EAST SYRACUSE, N.Y. (WSYR-TV) — Governor Kathy Hochul is serving up changes to alcohol laws in New York State, including expanded hours for alcohol sales on Sundays.

Uncorked legislation has some wine and liquor store owners fired up.

“I think it’s BS, because who comes out on Sundays to 10 o’clock at night to buy wine and liquor when they have to go to work on Monday,” said Anthony Piraino, owner of Piraino’s Country Liquors.

But legislation signed on Saturday. Oct. 14 by Gov. Hochul is allowing it, with wine and liquor stores now having the option to open as early as 10 a.m. and close as late as 10 p.m. on Sundays. The bill is something Piraino doesn’t agree with.

“Basically every store is now open from noon to six o’clock, and it just doesn’t make sense. Why would you want to give us something like that, what is it going to do for us? Spend more hours to have more people, for what, for less business,” said Piraino.

Piraino says Fridays and Saturdays are the busiest, with Sunday being the slowest day of the week. The liquor store is currently opening on Sundays from noon to 7 p.m. and despite the new law, Piraino won’t be changing his hours. The same goes for Liquor World in East Syracuse.

“Sundays usually are a slow day because we already have Fridays and Saturdays that are longer, 9 a.m. to 10 p.m. So I don’t think we’re going to change it,” said Kirandeep Nafri, owner of Liquor World.

Liquor World’s hours of operation on Sunday are noon to 7 p.m. Nafri says originally the store was open from noon to 8 p.m. however, they decided to close an hour early about a year ago because business is slow on Sundays.

But its not this particular bill that has Piraino and Nafri concerned. It’s legislation that would allow wine to be sold at grocery stores.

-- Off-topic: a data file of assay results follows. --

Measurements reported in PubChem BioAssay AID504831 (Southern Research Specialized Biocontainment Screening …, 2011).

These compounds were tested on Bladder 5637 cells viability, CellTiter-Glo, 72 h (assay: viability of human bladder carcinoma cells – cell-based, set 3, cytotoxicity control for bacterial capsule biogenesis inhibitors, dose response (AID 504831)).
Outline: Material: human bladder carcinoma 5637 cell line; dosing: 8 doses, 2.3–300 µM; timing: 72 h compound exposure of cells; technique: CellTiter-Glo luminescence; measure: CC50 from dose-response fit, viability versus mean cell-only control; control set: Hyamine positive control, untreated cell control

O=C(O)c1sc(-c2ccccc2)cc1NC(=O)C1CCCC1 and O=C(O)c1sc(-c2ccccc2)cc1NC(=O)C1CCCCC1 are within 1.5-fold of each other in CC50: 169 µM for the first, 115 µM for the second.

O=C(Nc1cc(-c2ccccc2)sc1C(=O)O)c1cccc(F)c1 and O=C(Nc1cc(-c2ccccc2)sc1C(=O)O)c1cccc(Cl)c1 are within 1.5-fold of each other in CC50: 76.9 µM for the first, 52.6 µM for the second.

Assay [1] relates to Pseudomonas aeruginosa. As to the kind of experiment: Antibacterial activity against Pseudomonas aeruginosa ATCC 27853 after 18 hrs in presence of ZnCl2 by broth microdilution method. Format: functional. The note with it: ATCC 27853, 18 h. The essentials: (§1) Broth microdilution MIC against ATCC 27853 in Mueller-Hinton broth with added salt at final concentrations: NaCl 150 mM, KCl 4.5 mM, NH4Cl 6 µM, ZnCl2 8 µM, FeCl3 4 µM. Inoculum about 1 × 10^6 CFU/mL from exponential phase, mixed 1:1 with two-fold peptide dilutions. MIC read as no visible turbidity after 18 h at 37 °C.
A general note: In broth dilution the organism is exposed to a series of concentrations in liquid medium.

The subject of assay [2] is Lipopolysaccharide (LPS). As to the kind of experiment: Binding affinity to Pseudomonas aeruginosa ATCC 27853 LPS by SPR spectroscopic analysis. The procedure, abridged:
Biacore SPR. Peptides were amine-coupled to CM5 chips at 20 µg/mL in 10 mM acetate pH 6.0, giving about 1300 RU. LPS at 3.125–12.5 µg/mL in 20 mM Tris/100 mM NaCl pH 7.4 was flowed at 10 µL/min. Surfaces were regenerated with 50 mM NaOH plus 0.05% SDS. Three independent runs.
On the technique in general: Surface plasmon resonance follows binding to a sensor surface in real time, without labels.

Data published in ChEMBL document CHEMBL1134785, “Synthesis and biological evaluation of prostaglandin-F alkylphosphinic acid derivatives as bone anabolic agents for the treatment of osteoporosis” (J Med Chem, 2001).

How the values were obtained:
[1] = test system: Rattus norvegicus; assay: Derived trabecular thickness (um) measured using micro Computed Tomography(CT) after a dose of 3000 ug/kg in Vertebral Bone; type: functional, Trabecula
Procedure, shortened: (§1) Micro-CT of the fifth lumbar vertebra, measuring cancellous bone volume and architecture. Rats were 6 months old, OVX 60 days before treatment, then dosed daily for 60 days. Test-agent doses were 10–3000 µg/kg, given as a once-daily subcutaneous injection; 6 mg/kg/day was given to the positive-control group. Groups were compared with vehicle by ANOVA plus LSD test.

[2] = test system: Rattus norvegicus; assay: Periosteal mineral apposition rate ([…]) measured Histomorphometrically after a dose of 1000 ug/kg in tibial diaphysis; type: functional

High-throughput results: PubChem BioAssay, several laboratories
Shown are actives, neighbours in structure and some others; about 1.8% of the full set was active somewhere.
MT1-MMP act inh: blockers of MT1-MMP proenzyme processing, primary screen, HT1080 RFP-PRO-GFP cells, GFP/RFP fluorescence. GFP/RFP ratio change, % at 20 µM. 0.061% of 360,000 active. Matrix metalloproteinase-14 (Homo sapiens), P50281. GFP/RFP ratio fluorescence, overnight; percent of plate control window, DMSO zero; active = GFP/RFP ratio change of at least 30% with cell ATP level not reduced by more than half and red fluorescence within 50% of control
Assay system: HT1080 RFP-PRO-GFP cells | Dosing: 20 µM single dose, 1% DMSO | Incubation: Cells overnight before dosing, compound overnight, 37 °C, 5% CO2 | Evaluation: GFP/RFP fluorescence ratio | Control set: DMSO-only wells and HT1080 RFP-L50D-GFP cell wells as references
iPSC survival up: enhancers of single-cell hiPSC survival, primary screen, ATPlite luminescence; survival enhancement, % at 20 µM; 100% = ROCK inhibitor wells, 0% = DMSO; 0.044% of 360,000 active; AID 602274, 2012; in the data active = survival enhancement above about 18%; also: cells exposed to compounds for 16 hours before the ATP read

“They’re just trying to use, they’re just trying to get wine in grocery stores that’s what I think they’re trying to do,” said Piraino.

“Everyone is going to be suffering,” said Nafri.

Forty states already sell wine on grocery store shelves. But in New York State, it can only be sold at liquor stores or wineries.

Piraino said if the legislation were to pass, he would lose about 20 to 30 percent of sales.

Both owners are hoping that legislation isn’t passed this time around.

Another part of the legislation passed on Saturday allows for beer, mead, braggot and cider to be sold any day of the week, including Sundays.

The rest of the legislation package includes:

  • Extending the validity of a brewer’s license from one year to three years.
  • Businesses to prepare and keep drinks containing alcohol in pressurized dispensing machines.
  • Allowing retail stores to sell complementary gift and promotional items related to wine and spirit sales.
  • Adding parcels of land to the list of premises which are exempt from the provisions of law, which generally restrict manufacturers/wholesalers and retailers from sharing an interest in a liquor license.

Gov. Hochul says the signed package of legislation will help to improve New York State laws related to alcohol beverages in an effort to expand options for consumers and support small businesses in the alcoholic beverage sector.